Blackberry 8700

This is it, the big gun.

The Blackberry 8700 had, hands down, the best handheld keyboard I’ve ever used. I got my 8700c used through T-mobile for ~$40, and it lasted me for almost 4 years until I switched to a Nexus One.

I wore it on my side in it’s dorky plastic holder, and I loved it. It securely would click in place too and I 100% knew it was locked in and wouldn’t move. It was incredibly tough. Another case of a hard plastic shell being just fine. (we don’t need no tungsten body!!). It had a good email client too that worked great.

The screen was a great size too; 2.6", 320 x 240 pixels. To navigate in the OS, you had to use the wheel on the right side. It didn’t fully spin, you could just nudge it up or down. I would have rather had a directional nub like the Nokie 6820, or even arrow keys like older phones had. Still, it is a great device.

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@tim did you ever take a look at that unihertz phone I linked you too? Proprietary android bits aside; just talking about pure hardware and aesthetic. Its very much in that same blackberry tradition, screen aspect ratio and all.

I must confess ive though it wold be really clever as a phone mostly from a termux being super usable on such a device-perspective.

I really wish I had exposure to the Blackberries before they start chasing the iphone. They were doing some really clever things. I was at the time stuck in a loop though going “Well if im going to get such a device, ill get a PalmOS Treo” and then getting hung up on how to afford one with their very limited plan availability.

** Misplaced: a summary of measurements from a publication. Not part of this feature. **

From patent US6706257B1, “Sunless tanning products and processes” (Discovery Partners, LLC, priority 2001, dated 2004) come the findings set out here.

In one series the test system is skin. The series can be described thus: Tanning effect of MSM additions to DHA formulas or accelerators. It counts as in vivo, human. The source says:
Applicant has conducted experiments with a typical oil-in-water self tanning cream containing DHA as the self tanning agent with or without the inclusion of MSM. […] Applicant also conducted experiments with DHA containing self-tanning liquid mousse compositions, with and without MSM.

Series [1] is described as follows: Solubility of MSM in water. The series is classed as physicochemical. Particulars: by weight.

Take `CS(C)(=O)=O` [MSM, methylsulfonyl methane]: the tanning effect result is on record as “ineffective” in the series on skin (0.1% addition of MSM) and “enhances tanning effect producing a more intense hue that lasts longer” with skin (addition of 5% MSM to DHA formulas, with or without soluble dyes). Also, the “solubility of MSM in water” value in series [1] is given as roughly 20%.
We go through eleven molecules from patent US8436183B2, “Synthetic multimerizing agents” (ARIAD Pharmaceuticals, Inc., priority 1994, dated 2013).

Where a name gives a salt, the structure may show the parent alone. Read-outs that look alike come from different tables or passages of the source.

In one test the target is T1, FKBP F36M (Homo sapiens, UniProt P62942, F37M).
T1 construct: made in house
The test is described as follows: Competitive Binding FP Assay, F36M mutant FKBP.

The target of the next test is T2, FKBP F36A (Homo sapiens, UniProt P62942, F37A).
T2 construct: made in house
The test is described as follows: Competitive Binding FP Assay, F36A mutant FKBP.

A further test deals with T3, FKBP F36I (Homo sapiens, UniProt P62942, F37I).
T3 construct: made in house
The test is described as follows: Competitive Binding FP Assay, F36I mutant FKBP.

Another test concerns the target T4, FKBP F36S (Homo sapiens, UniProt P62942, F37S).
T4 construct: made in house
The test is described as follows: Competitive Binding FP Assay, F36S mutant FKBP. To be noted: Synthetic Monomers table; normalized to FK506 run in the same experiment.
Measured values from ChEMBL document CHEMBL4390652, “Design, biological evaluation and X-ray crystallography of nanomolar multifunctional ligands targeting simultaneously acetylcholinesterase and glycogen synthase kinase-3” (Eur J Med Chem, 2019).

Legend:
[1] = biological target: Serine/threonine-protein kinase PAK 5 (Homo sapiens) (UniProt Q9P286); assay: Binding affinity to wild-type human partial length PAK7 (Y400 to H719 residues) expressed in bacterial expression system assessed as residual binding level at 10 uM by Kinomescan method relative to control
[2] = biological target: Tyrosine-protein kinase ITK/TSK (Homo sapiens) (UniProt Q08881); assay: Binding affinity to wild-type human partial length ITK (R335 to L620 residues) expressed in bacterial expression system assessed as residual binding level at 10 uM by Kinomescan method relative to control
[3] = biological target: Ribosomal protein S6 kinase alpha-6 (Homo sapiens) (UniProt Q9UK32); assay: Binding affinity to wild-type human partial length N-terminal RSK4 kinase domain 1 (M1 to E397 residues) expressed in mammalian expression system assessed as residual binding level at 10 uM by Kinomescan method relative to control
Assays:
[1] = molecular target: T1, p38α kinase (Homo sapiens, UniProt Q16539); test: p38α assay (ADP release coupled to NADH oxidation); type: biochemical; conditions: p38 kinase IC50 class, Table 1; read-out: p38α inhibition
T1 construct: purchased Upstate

That longevity eminds me a bit of the HTC-Dream I had. Which I’ve thought about including. It was sort of the “beginning of the end” ushering in android. Yet something of a missing link too with it’s foldout keyboard and trackball. It lasted me a good long while and started my love affair with lineageos/cyanogenmod; which allowed me to eek out a few more years on it.

As I started saying this, I recalled how this was even true for many EARLY mp3 players!!

It’s odd in that syncing protocols made a kind of sense to me in the PalmOS days as it was kind of architecturally distinct. PalmOS didn’t have a traditional filesystem but was backed by a single universal storage database which contained both OS, apps and data. So some sort of translation had to occur between it’s database and the PC OS which had a stronger concept of individual files.

NewtonOS had a similar concept of objects and pools instead of files, but ill have to get around to the Apple Newton in a seperate post.

But having wierd ways of syncing files to our devices seem to outlast it’s usefullness and also I suspect for many would be MP3 players didn’t have the rationale of alternate filesystem metaphors.